The ending is pretty satisfying, particularly the “Ten Years Later” chapter.

If you’re up for a mostly sad book where not a lot happens but you can really get to know the characters and understand their relationships, I Liked My Life is for you.


THE BOOKSELLER by Cynthia Swanson

Ugh – over 2 weeks since my last post. I’m here, I’m reading – I just have a lot going on and haven’t been able to keep up the same pace as the first 2 months of 2018. But I have a lot of good books coming up on my TBR and hope to pick up the speed a little.

I did finish The Bookseller by Cynthia Swanson last week. The Bookseller is a Sliding Doors-esque novel in which a single woman in her thirties, Kitty Miller, wakes up day from a strange dream in which she is married with three kids. In the dream, she lives in a suburban part of Denver in the 60s, whereas in her real life, she lives downtown and runs a bookstore with her best friend. She finds the dream intriguing – who is this handsome architect she has married? – and in the subsequent weeks, she finds herself returning more and more frequently to the alternative dreamscape in which she has a different identity. Ultimately, the reader finds herself questioning which version of Kitty is real, and which is imagined?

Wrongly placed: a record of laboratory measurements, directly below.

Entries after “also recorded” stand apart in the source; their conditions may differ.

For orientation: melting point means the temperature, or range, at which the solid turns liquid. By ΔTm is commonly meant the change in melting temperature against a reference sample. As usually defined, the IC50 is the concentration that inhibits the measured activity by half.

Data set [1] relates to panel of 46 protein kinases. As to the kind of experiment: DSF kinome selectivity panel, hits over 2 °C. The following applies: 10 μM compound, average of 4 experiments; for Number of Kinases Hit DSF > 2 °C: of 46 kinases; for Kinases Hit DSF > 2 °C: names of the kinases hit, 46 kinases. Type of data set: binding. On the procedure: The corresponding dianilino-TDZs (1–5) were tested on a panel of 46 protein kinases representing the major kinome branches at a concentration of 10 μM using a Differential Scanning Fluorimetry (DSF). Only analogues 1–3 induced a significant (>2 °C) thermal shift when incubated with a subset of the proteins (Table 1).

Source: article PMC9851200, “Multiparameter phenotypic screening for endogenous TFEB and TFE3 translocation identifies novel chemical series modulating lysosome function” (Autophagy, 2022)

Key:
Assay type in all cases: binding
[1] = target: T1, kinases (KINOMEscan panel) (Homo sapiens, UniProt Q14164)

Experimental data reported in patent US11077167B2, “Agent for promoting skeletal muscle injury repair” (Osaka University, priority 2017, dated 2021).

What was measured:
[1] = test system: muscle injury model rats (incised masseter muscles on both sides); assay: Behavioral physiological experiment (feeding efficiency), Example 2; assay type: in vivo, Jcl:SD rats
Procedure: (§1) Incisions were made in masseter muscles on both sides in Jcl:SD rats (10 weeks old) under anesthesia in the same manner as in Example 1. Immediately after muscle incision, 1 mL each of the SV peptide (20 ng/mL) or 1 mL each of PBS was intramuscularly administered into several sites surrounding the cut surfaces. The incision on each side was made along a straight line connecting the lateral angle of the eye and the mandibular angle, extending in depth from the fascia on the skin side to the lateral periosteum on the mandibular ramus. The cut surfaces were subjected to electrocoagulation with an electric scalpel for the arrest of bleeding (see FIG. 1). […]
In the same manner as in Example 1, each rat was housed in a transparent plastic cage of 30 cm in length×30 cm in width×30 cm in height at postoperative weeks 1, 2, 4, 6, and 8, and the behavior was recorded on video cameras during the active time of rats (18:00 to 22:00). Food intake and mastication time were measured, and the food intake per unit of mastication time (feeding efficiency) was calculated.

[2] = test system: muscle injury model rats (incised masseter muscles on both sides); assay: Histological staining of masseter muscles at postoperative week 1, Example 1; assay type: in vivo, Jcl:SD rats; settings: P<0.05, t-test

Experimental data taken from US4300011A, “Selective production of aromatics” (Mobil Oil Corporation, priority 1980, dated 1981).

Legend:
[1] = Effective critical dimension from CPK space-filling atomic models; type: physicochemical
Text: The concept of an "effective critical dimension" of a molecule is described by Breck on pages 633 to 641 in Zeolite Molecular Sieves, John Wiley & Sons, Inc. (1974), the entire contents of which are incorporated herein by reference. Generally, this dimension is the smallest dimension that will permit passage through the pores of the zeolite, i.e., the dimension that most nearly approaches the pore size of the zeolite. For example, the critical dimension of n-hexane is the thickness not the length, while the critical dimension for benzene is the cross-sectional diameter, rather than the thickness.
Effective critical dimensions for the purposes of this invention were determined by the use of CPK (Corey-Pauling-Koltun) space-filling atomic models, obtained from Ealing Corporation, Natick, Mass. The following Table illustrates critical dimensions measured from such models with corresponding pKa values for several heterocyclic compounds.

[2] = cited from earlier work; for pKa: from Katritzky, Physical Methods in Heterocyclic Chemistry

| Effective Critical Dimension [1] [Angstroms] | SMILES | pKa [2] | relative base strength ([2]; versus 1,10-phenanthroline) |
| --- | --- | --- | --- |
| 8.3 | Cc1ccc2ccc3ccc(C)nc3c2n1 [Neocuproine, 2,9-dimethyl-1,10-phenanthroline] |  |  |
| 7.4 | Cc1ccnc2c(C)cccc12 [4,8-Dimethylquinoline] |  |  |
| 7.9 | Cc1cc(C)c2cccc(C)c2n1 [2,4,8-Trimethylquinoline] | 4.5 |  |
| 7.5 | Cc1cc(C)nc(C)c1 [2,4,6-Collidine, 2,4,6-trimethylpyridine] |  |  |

I don’t want to give away too much of the story, because the fun of The Bookseller is figuring out how the two lives unfold and affect each other. The dual tracks of Kitty’s life turn out to be zero-sum; very little that exists in one life also exists in the other. And this is intentional, setting up a painful contrast between the two and ultimately a difficult choice as Kitty has to commit to one or the other.

The Bookseller of course requires some suspension of disbelief, but I wouldn’t go so far as to call it magical realism. I enjoyed Swanson’s storytelling and the depiction of life as a single woman a half-century ago in Denver. Kitty is a bit simplistic at times – Swanson’s depiction of parenting and marriage was cliched –  but I liked this story, which is on the lighter story and provided a more upbeat antidote to the sadder books I read right before The Bookseller.

I mostly listened to The Bookseller on audio. Narration by Kathe Mazur was fine and I found myself engrossed in the story and eager to get back to it.

If you want a lighter read and are willing to tolerate some ambiguity, give The Bookseller a try. It’s not terribly deep but serves as a great palate-cleanser.



NOMADLAND by Jessica Bruder

Nomadland by Jessica Bruder looks at a relatively invisible American demographic: a mobile workforce, made up mostly of people in their 60s and 70s, who live out of vans and cars and follow low-wage seasonal employment opportunities around the country because they can’t afford homes. I wasn’t aware of this demographic before I read about Nomadland, and once I read the book’s synopsis I knew I wanted to get hold of it.